We modern-day humans have long harboured a fascination for all things tribal and, thanks to children’s books and Hollywood, our collective imaginations have run riot on the subject.
Think of Tarzan swinging across the jungle; the dashing daredevil Lawrence of Arabia striding desert sands; Hepburn and Bogart pitted against the mighty Ulanga River aboard The African Queen and, for pure tribal embracement, nobody did it better than Eartha Kitt, famous for punctuating her songs with cat-like growls while slithering over sofas clad in figure-hugging animal prints.
In fact, the very word ‘tribal’ immediately conjures thoughts of perfumes, spices, exotic places, and err… seductive faces.
Tribal art is often ceremonial or religious in nature and has a global reach across Africa, the Americas, the Middle East, Asia and Oceania, which encompasses Melanesia, Polynesia, Australia and New Zealand.
Many artists have been inspired by tribal arts; Pablo Picasso once stated that “primitive sculpture has never been surpassed”.
When it comes to home décor, tribal design and artware has long reigned supreme with its strong patterns and natural elements. In the latter part of the 20th century, tribal interiors tended towards the warm tones, but in the 21st century we’re trending towards the cool monochrome of black and white.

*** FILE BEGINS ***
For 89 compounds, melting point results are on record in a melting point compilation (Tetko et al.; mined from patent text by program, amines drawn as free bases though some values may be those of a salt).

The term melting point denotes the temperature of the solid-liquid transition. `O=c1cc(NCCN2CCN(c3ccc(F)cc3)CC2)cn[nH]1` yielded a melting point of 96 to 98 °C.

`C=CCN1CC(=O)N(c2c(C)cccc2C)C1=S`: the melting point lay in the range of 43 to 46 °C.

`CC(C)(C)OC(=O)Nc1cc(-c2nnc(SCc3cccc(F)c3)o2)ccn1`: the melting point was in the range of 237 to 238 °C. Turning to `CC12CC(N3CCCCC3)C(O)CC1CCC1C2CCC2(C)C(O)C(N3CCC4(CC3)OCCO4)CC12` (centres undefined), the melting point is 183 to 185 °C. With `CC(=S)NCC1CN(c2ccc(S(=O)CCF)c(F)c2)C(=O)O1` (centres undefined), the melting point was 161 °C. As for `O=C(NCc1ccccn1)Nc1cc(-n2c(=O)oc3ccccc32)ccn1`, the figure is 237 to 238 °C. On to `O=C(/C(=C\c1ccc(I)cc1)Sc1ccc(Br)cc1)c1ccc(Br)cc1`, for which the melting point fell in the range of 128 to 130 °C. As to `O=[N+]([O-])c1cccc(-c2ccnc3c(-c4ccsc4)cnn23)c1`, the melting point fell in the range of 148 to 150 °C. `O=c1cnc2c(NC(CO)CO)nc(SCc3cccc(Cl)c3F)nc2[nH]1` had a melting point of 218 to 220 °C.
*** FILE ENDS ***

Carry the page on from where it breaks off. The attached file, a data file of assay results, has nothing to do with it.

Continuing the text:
At first glance it may appear as a Scandinavian take on tribal, but with an imposing ethnic artwork in dominant position and a few large handcrafted vessels strategically placed, the look is much bolder than the gentle Scandi interior.
To really ramp up the tribal, think enormous basket-weave lightshades, low-level wooden coffee tables, and for eye-catching wall-art, horned animal skulls, feathered arrows, shields and spears, or a magnificent kilim of mural-sized proportion.
For a final flourish of monochrome tribal, whitewashed floors and walls contrasted with dark doors, louvres, storage shelves and screens deliver the ultimate in tribal chic.